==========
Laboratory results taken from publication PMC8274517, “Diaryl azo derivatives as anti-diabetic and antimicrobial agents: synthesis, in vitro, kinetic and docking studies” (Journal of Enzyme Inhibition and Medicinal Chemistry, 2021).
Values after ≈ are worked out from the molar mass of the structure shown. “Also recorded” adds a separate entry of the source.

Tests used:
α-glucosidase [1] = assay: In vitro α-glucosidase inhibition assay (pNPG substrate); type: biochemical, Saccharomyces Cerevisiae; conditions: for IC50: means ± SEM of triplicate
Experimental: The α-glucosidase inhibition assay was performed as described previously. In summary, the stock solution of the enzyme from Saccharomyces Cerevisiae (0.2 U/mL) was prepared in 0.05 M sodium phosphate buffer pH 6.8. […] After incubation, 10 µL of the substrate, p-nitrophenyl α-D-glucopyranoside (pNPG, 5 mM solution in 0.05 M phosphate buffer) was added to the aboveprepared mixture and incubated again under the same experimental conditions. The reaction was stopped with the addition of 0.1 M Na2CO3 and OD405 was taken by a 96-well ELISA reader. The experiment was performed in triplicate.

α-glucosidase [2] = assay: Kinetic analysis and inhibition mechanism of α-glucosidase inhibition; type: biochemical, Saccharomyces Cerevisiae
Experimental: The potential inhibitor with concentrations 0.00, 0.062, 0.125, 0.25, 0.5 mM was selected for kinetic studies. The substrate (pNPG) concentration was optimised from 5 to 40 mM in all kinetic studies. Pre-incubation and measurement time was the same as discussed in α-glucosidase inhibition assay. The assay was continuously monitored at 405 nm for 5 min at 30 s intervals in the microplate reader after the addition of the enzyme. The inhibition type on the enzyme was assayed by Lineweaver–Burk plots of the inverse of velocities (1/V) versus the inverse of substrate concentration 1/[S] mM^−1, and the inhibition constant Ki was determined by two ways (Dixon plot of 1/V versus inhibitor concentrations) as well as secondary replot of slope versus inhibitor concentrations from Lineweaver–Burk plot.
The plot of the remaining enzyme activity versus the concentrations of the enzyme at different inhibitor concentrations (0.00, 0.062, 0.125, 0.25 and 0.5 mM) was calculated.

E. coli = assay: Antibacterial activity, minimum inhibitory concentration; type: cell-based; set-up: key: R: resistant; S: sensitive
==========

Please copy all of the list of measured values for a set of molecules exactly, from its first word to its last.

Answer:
Laboratory results taken from publication PMC8274517, “Diaryl azo derivatives as anti-diabetic and antimicrobial agents: synthesis, in vitro, kinetic and docking studies” (Journal of Enzyme Inhibition and Medicinal Chemistry, 2021).
Values after ≈ are worked out from the molar mass of the structure shown. “Also recorded” adds a separate entry of the source.

Tests used:
α-glucosidase [1] = assay: In vitro α-glucosidase inhibition assay (pNPG substrate); type: biochemical, Saccharomyces Cerevisiae; conditions: for IC50: means ± SEM of triplicate
Experimental: The α-glucosidase inhibition assay was performed as described previously. In summary, the stock solution of the enzyme from Saccharomyces Cerevisiae (0.2 U/mL) was prepared in 0.05 M sodium phosphate buffer pH 6.8. […] After incubation, 10 µL of the substrate, p-nitrophenyl α-D-glucopyranoside (pNPG, 5 mM solution in 0.05 M phosphate buffer) was added to the aboveprepared mixture and incubated again under the same experimental conditions. The reaction was stopped with the addition of 0.1 M Na2CO3 and OD405 was taken by a 96-well ELISA reader. The experiment was performed in triplicate.

α-glucosidase [2] = assay: Kinetic analysis and inhibition mechanism of α-glucosidase inhibition; type: biochemical, Saccharomyces Cerevisiae
Experimental: The potential inhibitor with concentrations 0.00, 0.062, 0.125, 0.25, 0.5 mM was selected for kinetic studies. The substrate (pNPG) concentration was optimised from 5 to 40 mM in all kinetic studies. Pre-incubation and measurement time was the same as discussed in α-glucosidase inhibition assay. The assay was continuously monitored at 405 nm for 5 min at 30 s intervals in the microplate reader after the addition of the enzyme. The inhibition type on the enzyme was assayed by Lineweaver–Burk plots of the inverse of velocities (1/V) versus the inverse of substrate concentration 1/[S] mM^−1, and the inhibition constant Ki was determined by two ways (Dixon plot of 1/V versus inhibitor concentrations) as well as secondary replot of slope versus inhibitor concentrations from Lineweaver–Burk plot.
The plot of the remaining enzyme activity versus the concentrations of the enzyme at different inhibitor concentrations (0.00, 0.062, 0.125, 0.25 and 0.5 mM) was calculated.

E. coli = assay: Antibacterial activity, minimum inhibitory concentration; type: cell-based; set-up: key: R: resistant; S: sensitive